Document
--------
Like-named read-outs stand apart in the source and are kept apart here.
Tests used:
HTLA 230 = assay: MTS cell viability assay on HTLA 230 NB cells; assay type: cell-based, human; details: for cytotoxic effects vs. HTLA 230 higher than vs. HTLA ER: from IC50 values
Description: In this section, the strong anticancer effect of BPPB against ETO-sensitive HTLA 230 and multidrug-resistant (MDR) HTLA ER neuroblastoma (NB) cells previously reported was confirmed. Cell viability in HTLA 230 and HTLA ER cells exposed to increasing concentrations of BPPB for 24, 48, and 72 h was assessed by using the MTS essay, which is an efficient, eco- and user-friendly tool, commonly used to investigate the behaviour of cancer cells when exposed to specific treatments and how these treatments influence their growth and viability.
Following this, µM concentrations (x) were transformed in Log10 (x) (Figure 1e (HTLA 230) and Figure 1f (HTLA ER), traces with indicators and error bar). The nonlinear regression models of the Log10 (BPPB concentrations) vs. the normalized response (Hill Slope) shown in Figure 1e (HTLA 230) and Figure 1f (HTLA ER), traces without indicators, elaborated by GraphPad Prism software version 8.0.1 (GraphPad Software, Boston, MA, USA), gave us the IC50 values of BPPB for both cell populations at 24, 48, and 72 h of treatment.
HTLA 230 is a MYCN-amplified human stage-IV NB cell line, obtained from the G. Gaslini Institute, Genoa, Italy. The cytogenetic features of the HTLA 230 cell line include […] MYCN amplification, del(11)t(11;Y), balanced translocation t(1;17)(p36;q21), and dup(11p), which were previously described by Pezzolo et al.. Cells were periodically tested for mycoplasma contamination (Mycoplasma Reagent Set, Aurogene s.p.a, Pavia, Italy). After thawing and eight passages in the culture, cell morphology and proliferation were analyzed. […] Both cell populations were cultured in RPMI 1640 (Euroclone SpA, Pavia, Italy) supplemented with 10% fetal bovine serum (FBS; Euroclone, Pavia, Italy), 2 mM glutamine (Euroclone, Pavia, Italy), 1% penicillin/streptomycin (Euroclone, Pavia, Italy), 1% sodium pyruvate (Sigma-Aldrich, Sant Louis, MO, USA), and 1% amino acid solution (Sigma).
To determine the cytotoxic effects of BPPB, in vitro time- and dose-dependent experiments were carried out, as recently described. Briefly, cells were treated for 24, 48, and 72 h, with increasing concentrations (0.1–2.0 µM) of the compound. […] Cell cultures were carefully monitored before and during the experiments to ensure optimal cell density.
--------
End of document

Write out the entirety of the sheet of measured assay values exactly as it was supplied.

Like-named read-outs stand apart in the source and are kept apart here.
Tests used:
HTLA 230 = assay: MTS cell viability assay on HTLA 230 NB cells; assay type: cell-based, human; details: for cytotoxic effects vs. HTLA 230 higher than vs. HTLA ER: from IC50 values
Description: In this section, the strong anticancer effect of BPPB against ETO-sensitive HTLA 230 and multidrug-resistant (MDR) HTLA ER neuroblastoma (NB) cells previously reported was confirmed. Cell viability in HTLA 230 and HTLA ER cells exposed to increasing concentrations of BPPB for 24, 48, and 72 h was assessed by using the MTS essay, which is an efficient, eco- and user-friendly tool, commonly used to investigate the behaviour of cancer cells when exposed to specific treatments and how these treatments influence their growth and viability.
Following this, µM concentrations (x) were transformed in Log10 (x) (Figure 1e (HTLA 230) and Figure 1f (HTLA ER), traces with indicators and error bar). The nonlinear regression models of the Log10 (BPPB concentrations) vs. the normalized response (Hill Slope) shown in Figure 1e (HTLA 230) and Figure 1f (HTLA ER), traces without indicators, elaborated by GraphPad Prism software version 8.0.1 (GraphPad Software, Boston, MA, USA), gave us the IC50 values of BPPB for both cell populations at 24, 48, and 72 h of treatment.
HTLA 230 is a MYCN-amplified human stage-IV NB cell line, obtained from the G. Gaslini Institute, Genoa, Italy. The cytogenetic features of the HTLA 230 cell line include […] MYCN amplification, del(11)t(11;Y), balanced translocation t(1;17)(p36;q21), and dup(11p), which were previously described by Pezzolo et al.. Cells were periodically tested for mycoplasma contamination (Mycoplasma Reagent Set, Aurogene s.p.a, Pavia, Italy). After thawing and eight passages in the culture, cell morphology and proliferation were analyzed. […] Both cell populations were cultured in RPMI 1640 (Euroclone SpA, Pavia, Italy) supplemented with 10% fetal bovine serum (FBS; Euroclone, Pavia, Italy), 2 mM glutamine (Euroclone, Pavia, Italy), 1% penicillin/streptomycin (Euroclone, Pavia, Italy), 1% sodium pyruvate (Sigma-Aldrich, Sant Louis, MO, USA), and 1% amino acid solution (Sigma).
To determine the cytotoxic effects of BPPB, in vitro time- and dose-dependent experiments were carried out, as recently described. Briefly, cells were treated for 24, 48, and 72 h, with increasing concentrations (0.1–2.0 µM) of the compound. […] Cell cultures were carefully monitored before and during the experiments to ensure optimal cell density.